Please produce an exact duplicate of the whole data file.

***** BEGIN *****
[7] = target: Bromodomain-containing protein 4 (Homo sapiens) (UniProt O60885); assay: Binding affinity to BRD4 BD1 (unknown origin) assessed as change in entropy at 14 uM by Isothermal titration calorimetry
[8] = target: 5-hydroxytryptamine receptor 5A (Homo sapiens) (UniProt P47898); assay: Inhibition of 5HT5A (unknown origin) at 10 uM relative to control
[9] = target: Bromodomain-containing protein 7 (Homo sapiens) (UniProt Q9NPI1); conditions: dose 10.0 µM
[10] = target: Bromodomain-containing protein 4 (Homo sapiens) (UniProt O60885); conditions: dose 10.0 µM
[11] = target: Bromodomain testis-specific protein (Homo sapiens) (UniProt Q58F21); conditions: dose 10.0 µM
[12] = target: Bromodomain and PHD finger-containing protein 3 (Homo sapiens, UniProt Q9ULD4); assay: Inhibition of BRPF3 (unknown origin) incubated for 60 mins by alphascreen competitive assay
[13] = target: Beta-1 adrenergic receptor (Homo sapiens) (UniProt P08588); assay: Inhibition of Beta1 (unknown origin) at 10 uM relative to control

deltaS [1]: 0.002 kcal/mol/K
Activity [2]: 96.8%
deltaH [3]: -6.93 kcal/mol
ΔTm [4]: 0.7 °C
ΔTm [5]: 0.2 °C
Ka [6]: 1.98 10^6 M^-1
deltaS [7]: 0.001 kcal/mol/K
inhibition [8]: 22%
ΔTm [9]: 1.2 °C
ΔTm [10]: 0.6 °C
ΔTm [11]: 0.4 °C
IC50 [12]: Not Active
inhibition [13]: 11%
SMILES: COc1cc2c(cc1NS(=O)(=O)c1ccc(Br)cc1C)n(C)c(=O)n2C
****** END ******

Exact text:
[7] = target: Bromodomain-containing protein 4 (Homo sapiens) (UniProt O60885); assay: Binding affinity to BRD4 BD1 (unknown origin) assessed as change in entropy at 14 uM by Isothermal titration calorimetry
[8] = target: 5-hydroxytryptamine receptor 5A (Homo sapiens) (UniProt P47898); assay: Inhibition of 5HT5A (unknown origin) at 10 uM relative to control
[9] = target: Bromodomain-containing protein 7 (Homo sapiens) (UniProt Q9NPI1); conditions: dose 10.0 µM
[10] = target: Bromodomain-containing protein 4 (Homo sapiens) (UniProt O60885); conditions: dose 10.0 µM
[11] = target: Bromodomain testis-specific protein (Homo sapiens) (UniProt Q58F21); conditions: dose 10.0 µM
[12] = target: Bromodomain and PHD finger-containing protein 3 (Homo sapiens, UniProt Q9ULD4); assay: Inhibition of BRPF3 (unknown origin) incubated for 60 mins by alphascreen competitive assay
[13] = target: Beta-1 adrenergic receptor (Homo sapiens) (UniProt P08588); assay: Inhibition of Beta1 (unknown origin) at 10 uM relative to control

deltaS [1]: 0.002 kcal/mol/K
Activity [2]: 96.8%
deltaH [3]: -6.93 kcal/mol
ΔTm [4]: 0.7 °C
ΔTm [5]: 0.2 °C
Ka [6]: 1.98 10^6 M^-1
deltaS [7]: 0.001 kcal/mol/K
inhibition [8]: 22%
ΔTm [9]: 1.2 °C
ΔTm [10]: 0.6 °C
ΔTm [11]: 0.4 °C
IC50 [12]: Not Active
inhibition [13]: 11%
SMILES: COc1cc2c(cc1NS(=O)(=O)c1ccc(Br)cc1C)n(C)c(=O)n2C